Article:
From Lament to Praise
June 12, 2023
“How long, Lord? Will you forget me forever? How long will you hide your face from me?…But I trust in your unfailing love; my heart rejoices in your salvation.”
Psalm 13:1, 5
Despite the numerous psalms of praise, there are many other psalms that express different feelings; feelings of despair, pain, and even anger at God. These are known as the psalms of lament. Sometimes reading these vulnerable psalms can be shocking. It can feel wrong to use such harsh language with God, yet the presence of lament psalms and lament books like Lamentations, reveals the important place lament has in our relationship with God.
Ellen F Davis writes about lament in her book Getting Involved with God: Rediscovering the Old Testament. She explains that the ability to speak honestly is required for close relationships. Lament is one way that we speak honestly with God about our emotions. Through laying our pain at God’s feet, we assume that he cares that we are hurting. That’s a big deal. The creator of the universe who is above all things, wants to hear our honest emotions because he cares when we are in pain. The entire process of lament is an important part of our relationship with God. As Davis says, “When you lament in good faith, opening yourself to God honestly and fully-no matter what you have to say-then you are beginning to clear the way for praise.”
Psalm 13 gives the perfect example of this. At the beginning the author is in deep anguish. He feels forgotten by God and completely alone. He asks the question “how long”. He wonders how long he will have to endure pain, how long he will feel as if God is not listening? His sentiment is relatable. Perhaps there have been times when you have suffered physical, mental or emotional anguish and have asked “how long”.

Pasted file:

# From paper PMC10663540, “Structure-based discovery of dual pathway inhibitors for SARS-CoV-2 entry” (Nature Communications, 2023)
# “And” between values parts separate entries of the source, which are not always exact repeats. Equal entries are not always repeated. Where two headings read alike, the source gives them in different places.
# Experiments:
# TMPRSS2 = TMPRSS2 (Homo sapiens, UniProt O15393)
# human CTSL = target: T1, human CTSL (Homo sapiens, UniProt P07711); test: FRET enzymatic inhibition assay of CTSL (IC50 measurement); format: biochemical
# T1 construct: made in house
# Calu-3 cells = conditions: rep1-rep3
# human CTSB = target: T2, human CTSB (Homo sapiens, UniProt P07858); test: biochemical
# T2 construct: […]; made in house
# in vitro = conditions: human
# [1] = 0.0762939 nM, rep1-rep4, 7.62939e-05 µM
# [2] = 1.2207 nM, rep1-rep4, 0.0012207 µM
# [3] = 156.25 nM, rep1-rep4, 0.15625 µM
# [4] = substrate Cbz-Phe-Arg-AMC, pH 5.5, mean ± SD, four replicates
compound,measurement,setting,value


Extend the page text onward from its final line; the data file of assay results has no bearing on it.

The author continues honestly expressing his emotions and in verse 3 he cries out. Even though he feels like God isn’t listening, he pleas for God’s help. He asks for “light in his eyes,” for God to shine into his darkness and help him to see more clearly. He is seeking deliverance from his despair.
The psalmist doesn’t suggest that things improve, yet by the end, the mood has shifted. The passage ends in praise. In verses 5 and 6 the psalmist expresses trust in God’s love for him and the promise of salvation. Even in his darkest moments, he remembers God’s goodness. In doing so he shifts from despair to praise, despite his circumstances.
Being honest with God through lament opens space for him to work in our hearts. Psalm 13 and others, remind us that trust in our Lord is not contingent on circumstances. We praise God because he is sovereign and faithful. As Psalm 13 says, we too can “trust in (his) unfailing love”.
As you go through your week take a moment to consider the place of lament in your own life. Are there things you have hesitated to bring before God because they were too honest or brutal? Take a moment to be completely honest with God, expressing both your joys and pain.
Heavenly Father, We thank you for caring about our pain and for listening to us. Give us the strength to be vulnerable and honest with you and as we do work in our hearts. Remind us of your love and faithfulness so that in all circumstances we will trust in your goodness. We pray this in your son’s name, Amen.
Blessings in your week,
Spiritual Care Coordinator
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